Here is another thread which I created to catch the eye of the Silver Age Savants, who sadly don't participate in Morrison threads enough. There's some good info on it relevant to Morrison's JLA, and it even has some input from Philip on how the expanded JLA (called JLA2 in the little chronology I link to in the top post, up there) map onto their classical Greek counterparts. That's fits in here, just as the new JLA begins in earnest.


donovan5 said:

I've been working my way through thes trades recently(didn't read them originally) one thing I'm struglling a bit with is Wonder Woman,it seems at one stage she's dead(I didnt see the death) and Hippolyta takes over then I'm not sure if it's Diana back and Hyp gone or still Hyp or someone new.anyone give me a quick overview

The chronology gives some impression of how Diana's replacement by her mother was handled. As far as I can tell, Diana was killed/transformed to godhood during a tussle with Neron, that ran parallel to his conspiring against the JLA in issue #6. It seems to have been an informal crossover written by Waid, Morrison and John Byrne. John Byrne was the writer on Wonder Woman at the time, and from what I've seen in his Genesis storyline, seems to have been setting Artemis up as Wonder Woman's replacement, whereas Morrison used Hippolyta - who'd already been shown in the famous blue and red beachwear prior to that. Genesis also seems to imply that Wonder Woman was killed by being reverted back to the clay she'd been made from, and Ares seems to have been involved too.

I like how Morrison plays down the replacement of Wonder Woman by her mother. Diana has a larger than usual role in the '15 years later' segment of Rock of Ages, with hardly an eyebrow raised that she came back from the dead in the meantime, and then Hippolyta is in place at the beginning of JLA issue 16, which we are about to look at. It was great that she had already been shown wearing a variation of Wonder Woman's costume, so where exactly Hippolyta takes over is kind of understated. (She wears a skirt whereas Diana wore a one-piece bathing costume.)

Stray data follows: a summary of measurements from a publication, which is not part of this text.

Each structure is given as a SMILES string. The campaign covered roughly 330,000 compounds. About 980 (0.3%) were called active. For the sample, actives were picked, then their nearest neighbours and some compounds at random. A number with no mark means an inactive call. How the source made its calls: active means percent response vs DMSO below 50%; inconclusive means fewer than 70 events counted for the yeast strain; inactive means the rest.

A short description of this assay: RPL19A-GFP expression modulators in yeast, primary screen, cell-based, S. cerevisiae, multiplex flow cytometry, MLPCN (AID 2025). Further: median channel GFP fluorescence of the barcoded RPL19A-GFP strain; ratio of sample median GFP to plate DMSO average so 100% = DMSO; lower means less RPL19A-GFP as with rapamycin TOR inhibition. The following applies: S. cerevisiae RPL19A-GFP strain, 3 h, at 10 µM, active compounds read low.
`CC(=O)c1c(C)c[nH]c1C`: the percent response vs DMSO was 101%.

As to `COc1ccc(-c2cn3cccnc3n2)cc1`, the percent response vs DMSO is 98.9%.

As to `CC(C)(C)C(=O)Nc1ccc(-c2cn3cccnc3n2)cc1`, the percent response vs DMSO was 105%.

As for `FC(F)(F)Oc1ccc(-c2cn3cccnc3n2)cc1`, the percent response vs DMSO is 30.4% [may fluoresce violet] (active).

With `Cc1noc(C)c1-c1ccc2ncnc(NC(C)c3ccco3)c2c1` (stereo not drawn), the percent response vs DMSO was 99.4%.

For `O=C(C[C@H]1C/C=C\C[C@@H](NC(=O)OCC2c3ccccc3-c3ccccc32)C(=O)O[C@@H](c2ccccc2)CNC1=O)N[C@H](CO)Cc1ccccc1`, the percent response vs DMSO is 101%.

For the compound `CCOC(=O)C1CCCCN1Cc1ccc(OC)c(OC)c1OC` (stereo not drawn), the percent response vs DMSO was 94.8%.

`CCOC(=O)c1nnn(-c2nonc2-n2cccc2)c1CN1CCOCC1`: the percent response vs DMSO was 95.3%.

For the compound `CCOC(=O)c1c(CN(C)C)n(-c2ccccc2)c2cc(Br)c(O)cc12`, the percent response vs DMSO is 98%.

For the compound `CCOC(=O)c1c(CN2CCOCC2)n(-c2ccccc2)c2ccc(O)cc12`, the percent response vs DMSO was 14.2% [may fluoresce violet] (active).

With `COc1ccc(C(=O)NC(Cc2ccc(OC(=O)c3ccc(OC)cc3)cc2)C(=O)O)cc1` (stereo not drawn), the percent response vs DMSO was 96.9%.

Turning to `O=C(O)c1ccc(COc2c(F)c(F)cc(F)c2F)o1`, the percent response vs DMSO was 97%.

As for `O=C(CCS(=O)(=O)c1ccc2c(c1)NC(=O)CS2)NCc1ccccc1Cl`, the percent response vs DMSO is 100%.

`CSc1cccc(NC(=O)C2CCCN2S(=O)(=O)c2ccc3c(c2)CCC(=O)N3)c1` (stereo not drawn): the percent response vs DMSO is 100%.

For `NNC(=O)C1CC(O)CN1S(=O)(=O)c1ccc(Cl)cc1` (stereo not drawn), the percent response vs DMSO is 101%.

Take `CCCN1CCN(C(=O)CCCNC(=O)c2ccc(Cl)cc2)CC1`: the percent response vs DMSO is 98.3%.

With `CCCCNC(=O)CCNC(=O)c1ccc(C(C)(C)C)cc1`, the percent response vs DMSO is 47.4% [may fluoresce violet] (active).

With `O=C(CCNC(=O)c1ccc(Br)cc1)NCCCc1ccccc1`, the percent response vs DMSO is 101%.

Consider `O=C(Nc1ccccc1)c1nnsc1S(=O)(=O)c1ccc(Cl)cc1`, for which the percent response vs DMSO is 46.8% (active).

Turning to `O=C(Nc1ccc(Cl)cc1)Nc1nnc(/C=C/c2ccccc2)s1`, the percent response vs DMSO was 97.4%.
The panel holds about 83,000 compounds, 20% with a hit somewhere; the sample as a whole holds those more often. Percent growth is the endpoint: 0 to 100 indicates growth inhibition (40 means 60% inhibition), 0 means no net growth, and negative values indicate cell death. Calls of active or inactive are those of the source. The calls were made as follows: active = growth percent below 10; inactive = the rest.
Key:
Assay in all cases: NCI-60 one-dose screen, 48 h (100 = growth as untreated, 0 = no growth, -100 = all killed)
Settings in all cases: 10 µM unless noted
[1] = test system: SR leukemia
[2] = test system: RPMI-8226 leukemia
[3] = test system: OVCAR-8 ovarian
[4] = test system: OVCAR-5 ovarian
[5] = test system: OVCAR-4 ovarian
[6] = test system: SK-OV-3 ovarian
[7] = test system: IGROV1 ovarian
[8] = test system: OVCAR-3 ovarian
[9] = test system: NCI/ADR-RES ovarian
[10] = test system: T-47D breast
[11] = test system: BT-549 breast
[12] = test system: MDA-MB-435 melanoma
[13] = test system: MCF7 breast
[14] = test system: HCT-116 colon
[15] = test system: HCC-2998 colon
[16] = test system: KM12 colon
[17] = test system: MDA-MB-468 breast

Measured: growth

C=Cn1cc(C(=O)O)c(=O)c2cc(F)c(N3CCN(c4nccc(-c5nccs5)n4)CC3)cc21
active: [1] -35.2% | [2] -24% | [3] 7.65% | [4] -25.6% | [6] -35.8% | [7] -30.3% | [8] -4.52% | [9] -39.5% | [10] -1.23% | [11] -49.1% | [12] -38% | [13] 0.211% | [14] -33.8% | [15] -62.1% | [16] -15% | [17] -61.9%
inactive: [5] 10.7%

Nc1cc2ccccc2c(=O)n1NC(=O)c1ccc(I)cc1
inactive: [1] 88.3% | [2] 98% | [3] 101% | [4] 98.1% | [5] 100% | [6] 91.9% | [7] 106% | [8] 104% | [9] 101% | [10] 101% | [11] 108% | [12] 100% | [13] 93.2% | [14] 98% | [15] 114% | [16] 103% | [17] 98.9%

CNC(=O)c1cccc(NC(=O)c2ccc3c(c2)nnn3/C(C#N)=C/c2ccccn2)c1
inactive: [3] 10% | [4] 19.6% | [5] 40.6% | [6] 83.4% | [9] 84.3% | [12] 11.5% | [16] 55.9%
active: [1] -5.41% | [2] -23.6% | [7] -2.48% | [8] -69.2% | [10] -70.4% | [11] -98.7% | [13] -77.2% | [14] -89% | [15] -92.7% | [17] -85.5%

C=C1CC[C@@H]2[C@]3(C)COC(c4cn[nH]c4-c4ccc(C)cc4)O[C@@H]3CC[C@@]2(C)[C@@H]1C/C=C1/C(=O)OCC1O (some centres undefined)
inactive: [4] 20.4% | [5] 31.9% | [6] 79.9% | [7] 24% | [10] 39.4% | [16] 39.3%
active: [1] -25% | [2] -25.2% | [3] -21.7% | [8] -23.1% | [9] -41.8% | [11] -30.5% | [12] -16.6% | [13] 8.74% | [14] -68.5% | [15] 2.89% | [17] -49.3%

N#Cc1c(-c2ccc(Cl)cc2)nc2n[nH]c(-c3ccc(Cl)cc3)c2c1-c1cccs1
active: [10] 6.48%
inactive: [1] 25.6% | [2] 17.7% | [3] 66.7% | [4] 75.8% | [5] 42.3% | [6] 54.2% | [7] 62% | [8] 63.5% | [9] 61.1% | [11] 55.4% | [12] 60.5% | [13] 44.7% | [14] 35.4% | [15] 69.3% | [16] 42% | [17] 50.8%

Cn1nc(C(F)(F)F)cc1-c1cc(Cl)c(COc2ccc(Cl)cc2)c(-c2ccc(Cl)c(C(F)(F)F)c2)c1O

Morrison is much more interested in the power of the JLA as a bringing together of recogniseable 'brands', so Hippolyta's interchangeable role as Wonder Woman fits into that. (As does the already debated inclusion of Wally, Kyle and the new Green Arrow). Corporate manuevring has already been worked into the series with Luthor's big business-inspired battle plan against the JLA, and millionaire CEO Bruce Wayne's response to that. The corporate branding is also apparent in the New Year's Evil: Prometheus story currently under discussion, as Prometheus gets the idea to attack the JLA when he sees a huge billboard advertising(!!?!) the JLA as THE world-saving team everyone should depend on.

JLA uses Hippolyta, like fellow actual mythological character Circe before her, to legitimise the idea that this team is a pantheon of modern gods. Later in this collection, she declares Steel to be an avatar of Hephaestus, just as Circe had declared Plastic Man to be Dionysos in some way. The JLA being both a powerful corporate property (both within the DCU and in our reality) and a modern pantheon we should look up to is a strange dichotomy. It reminds me of the revelation at the end of Invisibles that the chief rebel of the team had become a CEO of a powerful corporation to undermine the system from within.

Hippolyta is only a member of the JLA for the duration of Strength in Numbers. Diana seems to be back for the World Without Grown-ups limited series which is best placed between JLA issue 23 and the beginning of DC One Million.  As with her death, the mechanics of Diana's return is outside the remit of the stories JLA is telling, so we don't get much detail.  It's a drawback to the multi-authored, patched together  'Miser's Coat' system of stories set in a shared universe.

Luckily the Post-Crisis Queen Hippolyta can easily continue the Wonder Woman brand as she greatly resembles her daughter in power and appearance, something the blonde Earth-One Hippolyta didn't.

Is Hippolyta still the WW from the forties, as per Byrne?

For that matter, are all Amazons equal in power or is Diana still a super-Amazon?

Welcome, Jason! I look forward to another point of view!

BTW, Figs, I reread this thread from the beginning and realized that I genuinely impressed you and genuinely annoyed you at the same time! :) Hopefully I've gotten less annoying (hopefully)!

Anyhoo, you made one statement that did not register at the time and, yes, it is off-topic! You said that Alias was supposed to feature Jessica Drew, the original Spider-Woman but it had to be changed to the new character Jessica Jones. Was that the case because I never heard that before!